Deciphering symbiotic interactions of ‘Candidatus Aenigmarchaeota’ with inferred horizontal gene transfers and co-occurrence networks

Citation
Li et al. [posted content, 2020]
Names
Ca. Aenigmarchaeota
Abstract
Abstract Background: ‘Ca. Aenigmarchaeota’ represents an evolutionary branch within the DPANN superphylum. However, their ecological roles and potential host-symbiont interactions are poorly understood.Results: Here, we analyze eight metagenomic-assembled genomes from hot spring habitats and reveal their functional potentials. Although they have limited metabolic capacities, they harbor substantial carbohydrate metabolizing abilities. Further investigation suggests that horizontal gene transfer might be the main driver that endows these abilities to ‘Ca. Aenigmarchaeota’, including enzymes involved in glycolysis. Additionally, members from the TACK superphylum and Euryarchaeota contribute substantially to the niche expansion of ‘Ca. Aenigmarchaeota’, especially genes related to carbohydrate metabolism and stress responses. Based on co-occurrence network analysis, we conjecture that ‘Ca. Aenigmarchaeota’ may be symbionts associated with TACK archaea and Euryarchaeota, though host-specificity might be wide and variable across different ‘Ca. Aenigmarchaeota’ genomes. Conclusion: This study provides significant insights into possible host-symbiont interactions and ecological roles of ‘Ca. Aenigmarchaeota’.

Insights into the ecological roles and evolution of methyl-coenzyme M reductase-containing hot spring Archaea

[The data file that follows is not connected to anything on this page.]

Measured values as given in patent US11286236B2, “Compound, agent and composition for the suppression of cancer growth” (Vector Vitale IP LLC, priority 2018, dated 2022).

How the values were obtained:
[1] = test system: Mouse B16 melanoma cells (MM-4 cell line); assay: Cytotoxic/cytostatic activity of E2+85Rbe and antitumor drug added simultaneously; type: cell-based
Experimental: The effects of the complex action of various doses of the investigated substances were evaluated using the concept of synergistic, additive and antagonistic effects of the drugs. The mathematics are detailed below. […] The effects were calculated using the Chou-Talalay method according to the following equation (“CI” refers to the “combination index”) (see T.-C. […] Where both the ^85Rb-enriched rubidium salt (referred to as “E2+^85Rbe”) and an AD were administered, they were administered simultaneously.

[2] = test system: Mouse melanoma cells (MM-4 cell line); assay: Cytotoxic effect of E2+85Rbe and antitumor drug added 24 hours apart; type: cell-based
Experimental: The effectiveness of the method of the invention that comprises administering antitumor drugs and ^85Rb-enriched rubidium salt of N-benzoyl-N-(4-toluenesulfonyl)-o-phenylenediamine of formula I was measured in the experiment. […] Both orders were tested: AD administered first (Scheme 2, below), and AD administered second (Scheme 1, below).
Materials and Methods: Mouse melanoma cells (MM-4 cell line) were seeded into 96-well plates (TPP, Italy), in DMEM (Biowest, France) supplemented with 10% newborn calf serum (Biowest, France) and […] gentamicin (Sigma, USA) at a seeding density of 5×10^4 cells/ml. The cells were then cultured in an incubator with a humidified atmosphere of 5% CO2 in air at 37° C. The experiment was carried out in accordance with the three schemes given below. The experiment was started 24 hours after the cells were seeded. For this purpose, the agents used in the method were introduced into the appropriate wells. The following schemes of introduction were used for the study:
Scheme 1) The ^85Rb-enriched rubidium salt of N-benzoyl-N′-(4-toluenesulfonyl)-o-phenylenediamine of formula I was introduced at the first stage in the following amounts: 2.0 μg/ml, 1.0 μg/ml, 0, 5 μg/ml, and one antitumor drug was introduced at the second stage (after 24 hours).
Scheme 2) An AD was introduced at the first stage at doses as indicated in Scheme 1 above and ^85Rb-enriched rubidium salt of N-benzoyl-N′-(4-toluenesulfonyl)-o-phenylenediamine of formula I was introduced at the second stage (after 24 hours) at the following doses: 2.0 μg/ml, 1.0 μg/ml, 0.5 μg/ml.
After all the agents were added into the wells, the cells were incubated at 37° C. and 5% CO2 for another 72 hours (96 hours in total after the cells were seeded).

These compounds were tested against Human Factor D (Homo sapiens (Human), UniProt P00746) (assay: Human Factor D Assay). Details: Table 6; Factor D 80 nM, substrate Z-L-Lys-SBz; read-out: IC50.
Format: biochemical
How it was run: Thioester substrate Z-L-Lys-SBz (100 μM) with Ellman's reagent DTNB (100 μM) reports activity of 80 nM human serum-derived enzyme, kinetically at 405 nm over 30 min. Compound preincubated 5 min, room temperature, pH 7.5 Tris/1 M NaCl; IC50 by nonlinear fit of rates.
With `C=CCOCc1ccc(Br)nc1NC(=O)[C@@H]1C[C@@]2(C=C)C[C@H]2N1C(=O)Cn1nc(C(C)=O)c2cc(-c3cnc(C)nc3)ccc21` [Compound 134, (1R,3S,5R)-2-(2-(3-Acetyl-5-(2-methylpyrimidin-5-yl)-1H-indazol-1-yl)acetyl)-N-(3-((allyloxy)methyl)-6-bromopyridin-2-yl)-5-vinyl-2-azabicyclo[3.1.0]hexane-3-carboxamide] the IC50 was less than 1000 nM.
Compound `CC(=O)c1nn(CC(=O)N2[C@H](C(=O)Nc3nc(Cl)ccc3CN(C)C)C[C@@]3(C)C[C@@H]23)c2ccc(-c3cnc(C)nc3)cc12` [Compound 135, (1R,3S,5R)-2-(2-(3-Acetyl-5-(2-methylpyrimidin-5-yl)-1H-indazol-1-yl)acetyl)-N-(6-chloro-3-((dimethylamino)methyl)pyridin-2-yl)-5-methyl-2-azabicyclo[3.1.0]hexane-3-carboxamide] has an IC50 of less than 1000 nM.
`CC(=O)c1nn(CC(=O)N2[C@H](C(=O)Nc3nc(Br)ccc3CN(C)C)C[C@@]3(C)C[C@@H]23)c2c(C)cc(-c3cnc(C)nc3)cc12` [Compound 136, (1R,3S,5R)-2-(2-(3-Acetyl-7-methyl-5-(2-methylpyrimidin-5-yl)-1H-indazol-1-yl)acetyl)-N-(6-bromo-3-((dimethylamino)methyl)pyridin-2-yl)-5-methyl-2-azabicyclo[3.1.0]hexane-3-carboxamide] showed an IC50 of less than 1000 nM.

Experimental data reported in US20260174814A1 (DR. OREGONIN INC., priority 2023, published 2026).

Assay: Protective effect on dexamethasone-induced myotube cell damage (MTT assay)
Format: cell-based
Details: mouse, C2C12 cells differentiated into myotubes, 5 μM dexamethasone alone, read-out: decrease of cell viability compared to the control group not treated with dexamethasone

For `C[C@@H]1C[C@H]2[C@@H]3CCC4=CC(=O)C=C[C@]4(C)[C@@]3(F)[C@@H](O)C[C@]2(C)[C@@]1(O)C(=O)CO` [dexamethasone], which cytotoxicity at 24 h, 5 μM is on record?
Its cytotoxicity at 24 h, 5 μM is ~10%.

Citation
Hua et al. (2019). Nature Communications 10 (1)
Names
Ca. Methanoproducendum senex
Subjects
General Biochemistry, Genetics and Molecular Biology General Chemistry General Physics and Astronomy
Abstract
Abstract Several recent studies have shown the presence of genes for the key enzyme associated with archaeal methane/alkane metabolism, methyl-coenzyme M reductase (Mcr), in metagenome-assembled genomes (MAGs) divergent to existing archaeal lineages. Here, we study the mcr-containing archaeal MAGs from several hot springs, which reveal further expansion in the diversity of archaeal organisms performing methane/alkane metabolism. Significantly, an MAG basal to organisms from the phylum Thaumarchaeota that contains mcr genes, but not those for ammonia oxidation or aerobic metabolism, is identified. Together, our phylogenetic analyses and ancestral state reconstructions suggest a mostly vertical evolution of mcrABG genes among methanogens and methanotrophs, along with frequent horizontal gene transfer of mcr genes between alkanotrophs. Analysis of all mcr-containing archaeal MAGs/genomes suggests a hydrothermal origin for these microorganisms based on optimal growth temperature predictions. These results also suggest methane/alkane oxidation or methanogenesis at high temperature likely existed in a common archaeal ancestor.